Via @ntrlconnections: Building the Evidence: Outdoor Learning Improves Outcomes for Children

Competing pressures mean that opportunities for children and young people to value and enjoy nature and the environment are under threat. Over the past 20 years evidence suggests that the area that children explore and play around their homes has reduced by upto 90% [29]. Last year 1.3 million (12%) children across England never visited the natural environment [25].

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These trends are undoubtedly contributing to major challenges facing society today – including the rise in childhood obesity and mental health issues and the struggle to build a sense of place and community. Evidence clearly shows giving children the opportunity to discover, learn about and experience the natural world is hugely important. It enables a sense of belonging rooted in their local environment, enhancing health, wellbeing and educational outcomes whilst helping to safeguard the future of their environment.

The benefits of outdoor learning:

A substantial body of evidence shows that learning outdoors in natural environments, in a variety of contexts from formal to informal, is associated with a diverse range of positive outcomes for learners of all ages – including personal, social, educational, developmental and health outcomes [1,2,3,4,5.]  For example:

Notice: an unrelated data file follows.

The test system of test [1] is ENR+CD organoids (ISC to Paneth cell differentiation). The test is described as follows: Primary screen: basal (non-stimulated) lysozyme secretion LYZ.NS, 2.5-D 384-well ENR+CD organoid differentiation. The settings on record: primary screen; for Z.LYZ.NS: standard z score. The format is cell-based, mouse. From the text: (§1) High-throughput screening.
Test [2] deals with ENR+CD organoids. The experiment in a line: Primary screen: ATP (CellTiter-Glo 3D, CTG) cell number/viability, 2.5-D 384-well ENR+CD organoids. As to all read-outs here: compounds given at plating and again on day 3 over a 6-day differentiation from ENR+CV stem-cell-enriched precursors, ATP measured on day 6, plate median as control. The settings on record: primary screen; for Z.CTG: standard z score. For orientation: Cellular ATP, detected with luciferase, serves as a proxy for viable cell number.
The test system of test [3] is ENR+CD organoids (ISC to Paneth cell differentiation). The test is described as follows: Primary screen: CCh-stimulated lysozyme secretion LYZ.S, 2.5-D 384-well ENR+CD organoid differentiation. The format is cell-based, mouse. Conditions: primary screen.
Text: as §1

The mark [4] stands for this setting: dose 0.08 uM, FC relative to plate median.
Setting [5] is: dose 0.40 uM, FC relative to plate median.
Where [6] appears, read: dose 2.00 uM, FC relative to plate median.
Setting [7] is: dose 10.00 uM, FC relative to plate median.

• improved academic motivation and performance especially in reading, mathematics, science and social studies [1]. A recent study also highlighted an association between ‘connectedness to nature’ and higher achievement in English [20].
  • better motor skills [7] [8] and increased levels of physical activity [9]
  • improvement in school attendance rates [13], positive play behaviours [10] and improvements across a range of other developmental outcomes [11],
  • improved mental health [12], particularly for children suffering mental distress, low self-perceived social and personal skills [21], and children on the autistic spectrum [3].